Baseball can be meaner than most — just ask Rich Hill

Tim Brown
MLB columnist

Rich Hill, 37 years into this life and a lot of that in this game, would understand the frailties of both. The things that happen that are out of a man’s control. The good and the bad. The really good and the really bad. Of course he would understand.

So, maybe, in some ways, it was not odd at all to have Rich Hill throw his 95th pitch Wednesday night, a curveball, and to have that pitch become an out, the last out of the ninth, and to have not allowed a hit over 27 outs, and to leave the pitcher’s mound in silence, to not so much as a handshake.

Rich Hill, professional journeyman turned Los Angeles Dodgers artist, had thrown his no-hitter in a game with no score — Dodgers 0, Pittsburgh Pirates 0, on this night in Pittsburgh.

So, the same Rich Hill who’d been removed from a perfect game after seven innings not yet a year ago because of concerns for his health and stamina, the Rich Hill who’d thrown three complete games in his major league career and four as a professional pitcher and one in the past 11 years, returned to the PNC Park mound to improve upon his nine-inning no-hitter. To have it become his 10-inning masterwork. To win a ballgame. To go get what you’d excuse him for thinking he had coming.

Rich Hill, of all people, would understand what happened next. Not like it, of course. The game’s no fairer than anything else, though. In fact it can be meaner than most. This is a fact he may have previously considered, given his own long and winding journey to this mound on this night, to the 99th pitch on this night.

Four pitches into what was supposed to be his 10-inning masterwork found Rich Hill standing in the grass just to the left of the pitcher’s mound, which is where his tumbling pitching mechanics carried him, that and his ensuing curiosity for what would come of the ball Josh Harrison hit in the air to deep left field. The ball landed in the first row of the bleachers, turned out, by a few feet over Curtis Granderson’s glove, by a few feet a home run, and this was where Rich Hill left the field for a second time after having thrown a nine-inning no-hitter, only this time against the grain of the celebratory whoops of the other guys.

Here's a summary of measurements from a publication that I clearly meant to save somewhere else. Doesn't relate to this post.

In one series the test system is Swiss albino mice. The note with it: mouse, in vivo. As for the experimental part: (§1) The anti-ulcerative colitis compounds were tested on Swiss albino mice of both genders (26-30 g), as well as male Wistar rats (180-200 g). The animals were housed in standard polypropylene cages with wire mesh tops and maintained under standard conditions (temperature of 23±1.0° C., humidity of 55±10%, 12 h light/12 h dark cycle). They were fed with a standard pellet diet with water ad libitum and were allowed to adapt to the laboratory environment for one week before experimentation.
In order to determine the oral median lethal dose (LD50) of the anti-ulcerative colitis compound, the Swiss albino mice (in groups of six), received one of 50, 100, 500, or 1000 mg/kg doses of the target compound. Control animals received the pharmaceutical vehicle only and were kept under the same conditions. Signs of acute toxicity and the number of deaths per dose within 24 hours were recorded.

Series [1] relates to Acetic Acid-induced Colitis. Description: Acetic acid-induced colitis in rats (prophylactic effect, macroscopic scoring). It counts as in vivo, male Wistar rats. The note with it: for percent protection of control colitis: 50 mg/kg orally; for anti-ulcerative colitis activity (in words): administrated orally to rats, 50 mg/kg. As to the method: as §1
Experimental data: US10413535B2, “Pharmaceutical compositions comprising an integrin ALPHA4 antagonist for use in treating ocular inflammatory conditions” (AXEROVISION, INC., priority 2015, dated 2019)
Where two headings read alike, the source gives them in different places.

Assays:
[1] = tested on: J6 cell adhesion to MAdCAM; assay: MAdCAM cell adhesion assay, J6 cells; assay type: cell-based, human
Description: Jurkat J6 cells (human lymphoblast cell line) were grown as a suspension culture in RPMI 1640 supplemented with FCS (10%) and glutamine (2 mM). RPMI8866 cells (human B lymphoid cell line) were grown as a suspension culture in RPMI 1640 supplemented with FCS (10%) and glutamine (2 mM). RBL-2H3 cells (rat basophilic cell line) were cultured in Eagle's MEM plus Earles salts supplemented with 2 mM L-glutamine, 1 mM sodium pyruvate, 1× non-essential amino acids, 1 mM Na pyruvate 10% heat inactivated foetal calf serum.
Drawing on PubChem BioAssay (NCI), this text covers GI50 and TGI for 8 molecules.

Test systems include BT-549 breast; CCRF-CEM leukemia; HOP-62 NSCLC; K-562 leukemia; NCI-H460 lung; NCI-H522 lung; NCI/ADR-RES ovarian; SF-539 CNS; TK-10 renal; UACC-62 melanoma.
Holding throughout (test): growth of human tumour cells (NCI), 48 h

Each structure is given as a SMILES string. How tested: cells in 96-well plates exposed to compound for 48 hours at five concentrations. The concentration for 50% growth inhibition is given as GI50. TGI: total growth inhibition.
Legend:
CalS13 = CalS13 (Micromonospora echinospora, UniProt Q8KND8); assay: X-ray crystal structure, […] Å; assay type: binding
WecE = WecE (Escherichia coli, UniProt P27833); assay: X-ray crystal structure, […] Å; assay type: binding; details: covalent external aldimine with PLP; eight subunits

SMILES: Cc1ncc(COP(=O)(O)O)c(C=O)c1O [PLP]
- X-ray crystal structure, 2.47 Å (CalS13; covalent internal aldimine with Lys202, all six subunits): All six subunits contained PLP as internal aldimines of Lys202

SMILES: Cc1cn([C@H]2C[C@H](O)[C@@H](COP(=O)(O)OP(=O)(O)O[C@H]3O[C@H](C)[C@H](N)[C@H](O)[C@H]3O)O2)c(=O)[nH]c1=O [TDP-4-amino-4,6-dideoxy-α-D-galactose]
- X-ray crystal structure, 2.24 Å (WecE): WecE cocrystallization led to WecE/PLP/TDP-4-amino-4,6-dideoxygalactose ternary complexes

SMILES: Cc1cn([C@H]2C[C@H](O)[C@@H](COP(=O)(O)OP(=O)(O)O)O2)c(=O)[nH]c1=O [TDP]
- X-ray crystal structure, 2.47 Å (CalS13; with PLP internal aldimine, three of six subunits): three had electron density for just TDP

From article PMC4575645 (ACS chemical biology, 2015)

He reached the top step with his catcher’s arm around his waist. Teammates reached from below him with their right hands. Hill received them with his head down, these handshakes he seemed to force himself to believe in.

Rich Hill is the first pitcher to ever lose a no-hitter on a walk-off home run. (AP)

He’d been perfect for eight innings. That was lost after the first pitch of the ninth, a fastball that was redirected and then bounced twice on the infield grass and then off third baseman Logan Forsythe’s glove for an error. Hill nodded, seemed to say something kind and supportive to Forsythe, and got back to work on the no-hitter that would both be and not be.

The Dodgers never did score a run. They had eight hits and drew four walks and left 11 of those 12 out there, passing Rich Hill on his way back to the mound, inning after inning. He leaned a bit harder on his fastball than usual, chased it with his curveball, and struck out 10 Pirates. The umpires, and replay, missed an early call that kept the perfect game alive. Chase Utley dove to snare a line drive in the eighth inning, the kind of play that suggests the mystical is coming soon. Dodgers manager Dave Roberts lifted his tendency to overprotect his pitchers for the occasion, and he sent Hill out again for the 10th, and was in the mood to send him out again in the 11th too. Men such as Rich Hill have that coming sometimes, when a career – a life – is spent so earnestly chasing one outcome. You give the man that shot.

And then comes the first walk-off home run to ever kill off a no-hitter in extra innings. Ever. The 22nd perfect game of the modern era was not to be. The 297th no-hitter in history would be someone else’s.

“It falls on me, on this one,” Hill told reporters in Pittsburgh. “One bad pitch.”

If that seemed slightly unforgiving, Hill shook his head and repeated, “No. It was a bad pitch.”

Not so long ago, Rich Hill had refused to leave his career undone, and so he pitched whenever and wherever, often enough and well enough, and became a big leaguer again, in his mid-30’s. He became good again. He signed a big contract. He stands squarely in the middle of what some believe to be the best team in the history of the game, a team that will have a chance to prove that come October.

The reward for Hill is this. The second life in the game. All that comes with it. The fun of it, the day-to-day of it, the great parts and the horrible parts and the parts for which there exists no category. He’d probably understand.

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